light, for all Bolivians," Morales said in the central
Cochabamba region.

The state now controls 80 percent of electricity generation
in Bolivia. Earlier, the Bolivian government had failed to
convince investors to sell the shares the state needed to
have a controlling stake.

"It's the state's obligation to compensate investors for
their assets. ... We made an effort to reach an agreement
with the private, multinational companies, but they were
unwilling to reach an accord," said Morales.

In Chile, the May Day rally in Santiago, led by the Unified
Workers Confederation (CUT) focused on discontent with the
new right-wing government of President Sebastian Pinera.
But some protestors also expressed their disenchantment
with leaders from the centrist Concertacion alliance who
attended the protest, after ignoring May Day events in
previous years, when they held political power.

CUT leader Martinez did not shy away from mentioning the
targeted opposition members, saying, "We've been waiting
years for reform. Take care when approaching the workers.
We know who kept their word and who did not." 

Martinez attacked Pinera and his government, especially the
billionaire businessman's conflicts of interest because of
his vast wealth.

Immigrant rights were a hot topic for May Day rallies
across the U.S. this year, in the wake of Arizona
legislation which makes it a crime to be in the state
without legal status and requires police to check for
immigration papers. 

In Los Angeles, 60,000 immigrants and their supports turned
out for a May Day Immigration Rally, one the largest
demonstrations in the city's history. The lively, animated
march proceeded through downtown Los Angeles to city hall.

Twenty five thousand protested in Dallas, and more than
10,000 in Milwaukee. Washington, DC, and Phoenix, among
more than 70 places around the United States which held
rallies or vigils.

New York City was the scene of a historic rally, organized
by the labour and immigrants' rights movements, to demand
government action on jobs, and end to harassment of
immigrant workers, and to "reclaim May Day." The rally was
planned before the Arizona anti-immigrant law was passed,
but repeal of the law became a significant rallying cry of
the demonstration. The other main demand was for jobs for
all. Trade unions came together with immigration coalitions
to "reclaim" May Day, creating an alliance of the two
overlapping movements that drew 20,000 25,000 people.

The May Day rally by ten thousand people at Chicago's
Haymarket Square amounted to a declaration by the city's
workers that they were re claiming a holiday once derided
as a day only "the left" celebrated.

Al Martin, field director for the Illinois AFL CIO, chaired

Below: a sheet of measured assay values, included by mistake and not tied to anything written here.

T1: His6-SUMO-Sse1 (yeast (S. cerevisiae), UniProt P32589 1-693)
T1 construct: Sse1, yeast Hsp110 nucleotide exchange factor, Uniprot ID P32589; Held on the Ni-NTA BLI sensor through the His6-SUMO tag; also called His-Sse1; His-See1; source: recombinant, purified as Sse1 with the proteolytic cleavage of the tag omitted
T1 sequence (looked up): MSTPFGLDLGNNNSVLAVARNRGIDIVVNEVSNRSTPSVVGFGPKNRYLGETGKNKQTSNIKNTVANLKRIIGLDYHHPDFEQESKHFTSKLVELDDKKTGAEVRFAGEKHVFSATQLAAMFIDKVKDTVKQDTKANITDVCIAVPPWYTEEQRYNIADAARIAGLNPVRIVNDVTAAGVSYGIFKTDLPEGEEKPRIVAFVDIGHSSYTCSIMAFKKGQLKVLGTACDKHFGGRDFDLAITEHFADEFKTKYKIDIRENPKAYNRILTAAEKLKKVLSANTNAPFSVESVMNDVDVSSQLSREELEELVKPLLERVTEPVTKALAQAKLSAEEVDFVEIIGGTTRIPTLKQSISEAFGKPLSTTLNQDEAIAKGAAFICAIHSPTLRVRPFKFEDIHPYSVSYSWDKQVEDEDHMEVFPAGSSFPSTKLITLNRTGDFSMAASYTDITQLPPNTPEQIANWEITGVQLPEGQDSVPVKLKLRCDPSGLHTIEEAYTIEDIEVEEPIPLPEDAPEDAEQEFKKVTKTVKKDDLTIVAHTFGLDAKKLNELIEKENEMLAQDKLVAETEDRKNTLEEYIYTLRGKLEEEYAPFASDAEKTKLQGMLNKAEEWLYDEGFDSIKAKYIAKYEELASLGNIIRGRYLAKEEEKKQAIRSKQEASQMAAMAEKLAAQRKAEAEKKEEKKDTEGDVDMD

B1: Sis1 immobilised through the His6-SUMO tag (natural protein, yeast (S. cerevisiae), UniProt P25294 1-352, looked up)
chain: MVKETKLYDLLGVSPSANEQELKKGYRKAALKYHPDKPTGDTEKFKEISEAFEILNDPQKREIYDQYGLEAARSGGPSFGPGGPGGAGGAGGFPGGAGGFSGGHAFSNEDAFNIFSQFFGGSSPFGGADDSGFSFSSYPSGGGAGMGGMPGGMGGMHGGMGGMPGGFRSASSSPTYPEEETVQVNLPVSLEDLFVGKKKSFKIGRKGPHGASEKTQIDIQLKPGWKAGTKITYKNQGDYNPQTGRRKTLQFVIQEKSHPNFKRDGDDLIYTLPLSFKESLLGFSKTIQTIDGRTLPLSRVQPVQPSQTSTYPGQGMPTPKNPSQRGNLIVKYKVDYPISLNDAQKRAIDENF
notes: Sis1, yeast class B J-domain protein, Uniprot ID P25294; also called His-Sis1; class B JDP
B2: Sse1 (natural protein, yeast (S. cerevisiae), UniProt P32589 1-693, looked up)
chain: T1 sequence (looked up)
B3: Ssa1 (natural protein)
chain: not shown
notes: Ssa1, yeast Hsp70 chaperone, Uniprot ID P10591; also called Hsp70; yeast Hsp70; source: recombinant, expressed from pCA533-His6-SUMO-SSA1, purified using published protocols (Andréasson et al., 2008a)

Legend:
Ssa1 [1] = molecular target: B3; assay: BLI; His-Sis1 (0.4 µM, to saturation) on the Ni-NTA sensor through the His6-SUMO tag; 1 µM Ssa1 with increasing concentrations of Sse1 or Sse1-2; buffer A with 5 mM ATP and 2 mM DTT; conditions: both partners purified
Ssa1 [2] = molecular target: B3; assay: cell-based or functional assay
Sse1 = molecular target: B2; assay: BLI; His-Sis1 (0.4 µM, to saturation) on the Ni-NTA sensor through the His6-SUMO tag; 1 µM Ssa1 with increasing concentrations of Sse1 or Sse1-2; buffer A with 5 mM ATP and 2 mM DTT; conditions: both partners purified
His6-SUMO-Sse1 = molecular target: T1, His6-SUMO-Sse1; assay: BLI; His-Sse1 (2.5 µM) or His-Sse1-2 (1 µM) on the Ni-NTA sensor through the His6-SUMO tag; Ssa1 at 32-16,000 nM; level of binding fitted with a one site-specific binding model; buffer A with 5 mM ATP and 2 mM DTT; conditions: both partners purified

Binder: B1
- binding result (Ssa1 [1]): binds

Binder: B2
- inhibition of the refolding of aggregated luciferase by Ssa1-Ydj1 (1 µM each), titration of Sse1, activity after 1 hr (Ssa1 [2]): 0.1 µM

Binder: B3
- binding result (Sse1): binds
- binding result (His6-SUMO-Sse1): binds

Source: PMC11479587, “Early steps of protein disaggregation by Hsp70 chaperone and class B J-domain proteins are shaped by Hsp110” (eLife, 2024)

the rally which was sponsored by the Chicago Federation of
Labour. He was cheered as he compared the struggle of the
Haymarket Martyrs for the eight hour day and for justice on
the job to the struggle today for passage of immigration
law reform. "This whole thing is about racism being used to
divide and conquer us and we are not going to let that
happen," he declared.

Fifty Japanese workers, members of Zenroren, Japan's
national labour federation, were applauded as they joined
the Chicago crowd. Komatsu Tamiko, the Zenroren
international representative, paid homage to those who died
in the struggle for the eight hour day. Today, she said,
"Japanese workers and American workers share the same fight
for justice against corporations that are exploiting our
brothers and sisters all over the world." 


The following report from the All Workers Militant Front
(PAME) of Greece gives a brief overview of the nationwide
strike and demonstrations on May 5, led by PAME. Nearly
every productive activity in Greece was shut down.
Factories, construction sites and stores, ports and
airports, universities and schools were paralysed. In some
cases, private employers threatened to fire any employee
who did not turn up at work; this was the case with the
three Marfin Bank workers who died that day when their
building was attacked by anarchists.

In the early morning thousands of workers and young people
were outside workplaces, defending the right of the workers
to go on strike against employers' intimidation. Hundreds
of thousands of people took part in the demonstrations
organised by PAME in 68 cities throughout Greece. At the
same time, provocative groups tried to undermine the strike
demonstration. The actions of provocateurs led to the death
of three young bank workers after a Molotov cocktail was
thrown into their building.

In Athens, the central strike demonstration of PAME took
place at Omonoia Square. Giorgos Perros, member of the
Executive secretariat of PAME delivered the main speech